The overall effects of a high stress environment are not healthy for anyone, especially rapidly changing teens. Anxiety caused by excessive studying and working on school related materials can lead to clinical depression, eating disorders and post traumatic stress disorder. It is very rare for people to be born with clinical depression rather than acquiring it from a past experience typically occurring during their teenage years. Most teenagers suffering from depression and anxiety can pin point a moment in which they perceive their life as having begun to go downhill. Pinpointing the causation and origin of when a teenager first begun to experience depression is crucial to being able to talk about the problem to a therapist or school counselor in order to mentally move on with their lives rather than dwelling on the problem subconsciously. There are several other ways besides counseling that can help to eliminate feelings of anxiety and depression in teenagers. By leading a healthy balanced lifestyle as well as having a concerned adult to teach about depression, teenagers can have an educated view about their feelings, rather than an emotional one.
The Center for Disease Control recommends at least eight hours of sleep, three meals a day and adequate amounts of vitamin C to help combat depression in teenagers. In addition to anxiety, teenagers suffering from depression also feel as though they are alone or that they are going through their problems on their own. While it is just as important for adults to teach teenagers about depression, it is also important that teenagers are involved with one another through school sports and extracurricular activities such as scholar bowls or educational clubs as well. Human interaction is one of the simplest and most effective ways to combat depression, simply having a good time with one’s fellow peers has been proven to reduce the chemical norepinephrine. Norepinephrine is the chemical in our body that is released when we send stress signals to our brain. Laughing, talking to family and friends and being part of a group such as a sporting team has been proven to lead to lower levels of norepinephrine and higher levels of dopamine. Dopamine is a chemical our body creates in response to pleasure, a signifier of happiness, as well as our bodies way of rewarding ourselves. According to The Village Behavioral Health Foundation, Teenagers who report higher levels of social interactions with their peers, family and friends not only have less levels of depression and anxiety, but higher grades, higher levels of dopamine and less levels of norepinephrine. It is important for the symptoms of depression in teens to be recognized right away so that the reclusive and anti-social lifestyle that depression invites can be traded in for a more social and involved lifestyle that allows teenagers to make friends while staying active and happy. (Village Behavioral Health Foundation, 2018)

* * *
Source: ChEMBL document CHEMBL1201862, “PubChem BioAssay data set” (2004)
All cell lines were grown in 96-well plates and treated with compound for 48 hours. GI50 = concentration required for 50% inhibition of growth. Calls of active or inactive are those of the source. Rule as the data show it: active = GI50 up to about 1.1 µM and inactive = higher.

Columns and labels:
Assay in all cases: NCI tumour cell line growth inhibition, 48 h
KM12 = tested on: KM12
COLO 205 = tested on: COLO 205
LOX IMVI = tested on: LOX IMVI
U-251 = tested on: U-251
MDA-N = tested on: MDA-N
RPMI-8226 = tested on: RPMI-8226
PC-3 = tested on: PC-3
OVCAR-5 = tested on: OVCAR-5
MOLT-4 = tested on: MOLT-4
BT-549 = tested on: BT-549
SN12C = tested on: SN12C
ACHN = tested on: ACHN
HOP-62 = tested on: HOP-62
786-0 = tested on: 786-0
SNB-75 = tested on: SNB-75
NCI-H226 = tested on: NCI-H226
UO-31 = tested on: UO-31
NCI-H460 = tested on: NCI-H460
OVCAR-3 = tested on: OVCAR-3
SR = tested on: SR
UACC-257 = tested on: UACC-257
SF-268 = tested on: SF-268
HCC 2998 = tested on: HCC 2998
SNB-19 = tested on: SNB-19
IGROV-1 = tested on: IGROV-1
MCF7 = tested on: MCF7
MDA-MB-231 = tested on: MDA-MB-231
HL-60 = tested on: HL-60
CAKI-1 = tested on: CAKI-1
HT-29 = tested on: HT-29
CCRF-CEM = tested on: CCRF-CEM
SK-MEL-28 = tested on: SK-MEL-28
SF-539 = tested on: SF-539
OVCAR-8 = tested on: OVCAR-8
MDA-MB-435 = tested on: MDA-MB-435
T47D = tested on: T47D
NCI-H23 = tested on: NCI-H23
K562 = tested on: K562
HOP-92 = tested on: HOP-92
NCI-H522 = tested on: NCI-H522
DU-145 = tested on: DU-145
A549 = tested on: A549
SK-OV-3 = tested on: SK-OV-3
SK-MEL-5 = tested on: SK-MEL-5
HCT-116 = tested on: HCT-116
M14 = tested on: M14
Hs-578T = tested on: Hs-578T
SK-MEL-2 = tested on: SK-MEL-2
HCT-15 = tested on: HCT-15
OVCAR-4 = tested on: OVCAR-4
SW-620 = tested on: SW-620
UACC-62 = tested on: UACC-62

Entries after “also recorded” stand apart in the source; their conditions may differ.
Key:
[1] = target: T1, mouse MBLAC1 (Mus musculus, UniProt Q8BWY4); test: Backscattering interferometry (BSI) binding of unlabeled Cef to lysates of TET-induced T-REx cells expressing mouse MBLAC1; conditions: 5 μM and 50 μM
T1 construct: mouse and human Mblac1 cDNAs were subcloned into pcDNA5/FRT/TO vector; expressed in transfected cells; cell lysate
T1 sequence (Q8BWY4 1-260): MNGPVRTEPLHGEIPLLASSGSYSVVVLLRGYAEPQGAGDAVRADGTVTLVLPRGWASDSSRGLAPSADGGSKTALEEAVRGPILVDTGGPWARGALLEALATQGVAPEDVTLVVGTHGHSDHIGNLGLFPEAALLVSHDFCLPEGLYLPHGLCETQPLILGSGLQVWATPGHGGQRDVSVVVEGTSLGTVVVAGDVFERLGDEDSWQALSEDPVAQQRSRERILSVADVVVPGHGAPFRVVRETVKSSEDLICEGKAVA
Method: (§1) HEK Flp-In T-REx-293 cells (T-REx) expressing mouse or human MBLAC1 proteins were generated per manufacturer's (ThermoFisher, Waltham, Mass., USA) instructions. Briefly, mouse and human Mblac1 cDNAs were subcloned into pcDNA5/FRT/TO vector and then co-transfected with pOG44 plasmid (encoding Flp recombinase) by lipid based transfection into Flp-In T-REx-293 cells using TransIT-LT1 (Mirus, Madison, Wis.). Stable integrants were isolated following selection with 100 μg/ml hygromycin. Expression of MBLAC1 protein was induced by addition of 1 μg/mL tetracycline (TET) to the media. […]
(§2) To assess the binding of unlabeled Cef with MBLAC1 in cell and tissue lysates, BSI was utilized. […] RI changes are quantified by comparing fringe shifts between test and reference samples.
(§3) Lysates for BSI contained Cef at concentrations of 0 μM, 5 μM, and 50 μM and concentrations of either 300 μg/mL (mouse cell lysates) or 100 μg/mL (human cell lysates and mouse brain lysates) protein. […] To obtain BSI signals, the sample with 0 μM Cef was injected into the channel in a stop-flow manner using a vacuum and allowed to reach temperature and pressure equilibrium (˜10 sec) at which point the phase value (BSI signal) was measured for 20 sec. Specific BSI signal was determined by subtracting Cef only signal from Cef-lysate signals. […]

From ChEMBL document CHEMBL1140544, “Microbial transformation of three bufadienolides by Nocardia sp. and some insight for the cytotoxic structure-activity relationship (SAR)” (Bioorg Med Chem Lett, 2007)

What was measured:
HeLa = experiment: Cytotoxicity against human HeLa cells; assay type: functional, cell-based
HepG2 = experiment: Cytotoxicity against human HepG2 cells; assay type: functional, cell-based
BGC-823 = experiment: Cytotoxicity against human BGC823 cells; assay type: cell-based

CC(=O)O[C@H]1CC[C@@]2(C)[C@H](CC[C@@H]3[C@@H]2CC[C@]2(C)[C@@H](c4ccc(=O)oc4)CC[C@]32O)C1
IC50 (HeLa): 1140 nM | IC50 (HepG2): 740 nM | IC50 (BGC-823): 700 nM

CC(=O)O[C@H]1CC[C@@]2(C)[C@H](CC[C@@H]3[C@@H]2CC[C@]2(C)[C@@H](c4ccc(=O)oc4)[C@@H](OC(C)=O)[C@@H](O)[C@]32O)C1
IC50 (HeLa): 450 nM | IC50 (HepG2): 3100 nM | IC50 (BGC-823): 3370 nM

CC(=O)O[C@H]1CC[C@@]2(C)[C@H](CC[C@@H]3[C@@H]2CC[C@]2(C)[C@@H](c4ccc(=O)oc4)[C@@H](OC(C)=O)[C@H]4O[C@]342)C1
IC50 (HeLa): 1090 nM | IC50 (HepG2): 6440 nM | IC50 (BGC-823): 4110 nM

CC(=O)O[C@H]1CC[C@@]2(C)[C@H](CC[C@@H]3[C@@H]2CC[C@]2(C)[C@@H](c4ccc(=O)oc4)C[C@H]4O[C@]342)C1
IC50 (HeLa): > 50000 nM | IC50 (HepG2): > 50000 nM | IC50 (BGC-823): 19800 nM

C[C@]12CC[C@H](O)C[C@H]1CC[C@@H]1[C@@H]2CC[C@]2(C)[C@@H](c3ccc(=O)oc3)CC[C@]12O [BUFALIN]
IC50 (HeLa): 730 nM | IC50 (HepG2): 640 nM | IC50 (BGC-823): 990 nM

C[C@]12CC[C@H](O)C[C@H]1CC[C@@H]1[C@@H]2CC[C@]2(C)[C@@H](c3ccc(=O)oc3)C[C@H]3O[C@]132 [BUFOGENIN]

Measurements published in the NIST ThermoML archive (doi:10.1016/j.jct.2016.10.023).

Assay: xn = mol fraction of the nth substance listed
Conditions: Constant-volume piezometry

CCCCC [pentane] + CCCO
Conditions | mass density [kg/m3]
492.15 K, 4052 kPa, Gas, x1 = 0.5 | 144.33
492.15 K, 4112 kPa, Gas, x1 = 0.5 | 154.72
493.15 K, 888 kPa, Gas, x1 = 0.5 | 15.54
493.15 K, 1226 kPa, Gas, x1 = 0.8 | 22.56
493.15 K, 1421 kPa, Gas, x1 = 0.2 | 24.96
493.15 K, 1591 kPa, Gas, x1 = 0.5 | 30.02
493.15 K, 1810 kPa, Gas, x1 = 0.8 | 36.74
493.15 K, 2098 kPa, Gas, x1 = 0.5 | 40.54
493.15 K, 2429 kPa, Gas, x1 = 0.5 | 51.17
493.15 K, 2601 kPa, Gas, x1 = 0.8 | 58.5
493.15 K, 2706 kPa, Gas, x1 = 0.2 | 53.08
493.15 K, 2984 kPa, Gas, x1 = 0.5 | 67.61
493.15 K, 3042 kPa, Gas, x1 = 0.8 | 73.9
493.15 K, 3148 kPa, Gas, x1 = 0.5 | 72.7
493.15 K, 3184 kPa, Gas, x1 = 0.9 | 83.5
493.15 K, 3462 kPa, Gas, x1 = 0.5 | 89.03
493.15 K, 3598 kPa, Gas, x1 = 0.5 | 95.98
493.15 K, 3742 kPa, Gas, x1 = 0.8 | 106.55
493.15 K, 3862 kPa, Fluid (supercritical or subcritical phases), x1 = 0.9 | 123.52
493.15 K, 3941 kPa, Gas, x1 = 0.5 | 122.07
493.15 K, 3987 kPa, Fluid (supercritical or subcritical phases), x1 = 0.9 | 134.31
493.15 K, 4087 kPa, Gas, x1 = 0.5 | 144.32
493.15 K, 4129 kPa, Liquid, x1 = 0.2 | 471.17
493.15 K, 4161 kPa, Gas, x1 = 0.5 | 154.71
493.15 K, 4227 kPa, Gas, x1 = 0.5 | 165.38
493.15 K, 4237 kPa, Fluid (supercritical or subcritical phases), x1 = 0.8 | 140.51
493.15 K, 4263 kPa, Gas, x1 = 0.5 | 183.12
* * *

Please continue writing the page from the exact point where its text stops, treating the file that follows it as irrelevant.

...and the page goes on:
Bullying is another large contributor to depression and anxiety. Teenagers can be ruthless to other teens they deem outsiders due to mental health problems, introversion, heavy or low weight and a variety of other factors. The United States Offical website to prevent bullying known as StopBullying.Gov has warned of the side effects bullying has on teenagers. “An estimated 160,000 students skip school every day due to fear of verbal and physical bullying at the hands of their peers, while six out of ten teenagers state that they witness bullying in school daily.” (StopBullying.Gov, 2018) Students who are bullied typically become depressed and remove themselves from social interaction furthering their depression or become anxious about their appearance or actions. Students suffering from anxiety as a result of bullying may starve themselves if they were picked on for being fat or develop post traumatic stress disorder as a result of constant harassment. The vast majority of teenage suicides are a result of bullying that occurs at the high school level for teenagers.
In conclusion, there is a lot of reformation both in high school and at the family level that needs to take place in order to curb teenage depression and anxiety. While it is true that depressive episodes and anxiety occur naturally due to hormonal changes when teenagers undergo puberty, adults and teenagers alike must work harder with one another to help teenagers through the trials and tribulations that are the teenage years, especially during high school. High schools can do their part by cracking down on bullies, while parents can do their part to check on their teenagers for depressive behavior. Therapists and high school counselors across the country have been trained to deal with teenagers who experience depression and anxiety and are more than willing to help if only they are given the opportunity to do so by concerned parents. Research has shown that the more teenagers are able to accept one another and encourage one another to take part in extracurricular activities, the more likely teenagers who feel left out are to join a social group, increase their levels of dopamine and be a happier teenager over all. The more we all work together and accept one another for who we are rather than bullying those that stand out, the stronger our society ant national as a whole will become. I truly believe my generation can curb rising depression statistics and suicide rates if we all become more educated on the topic at hand.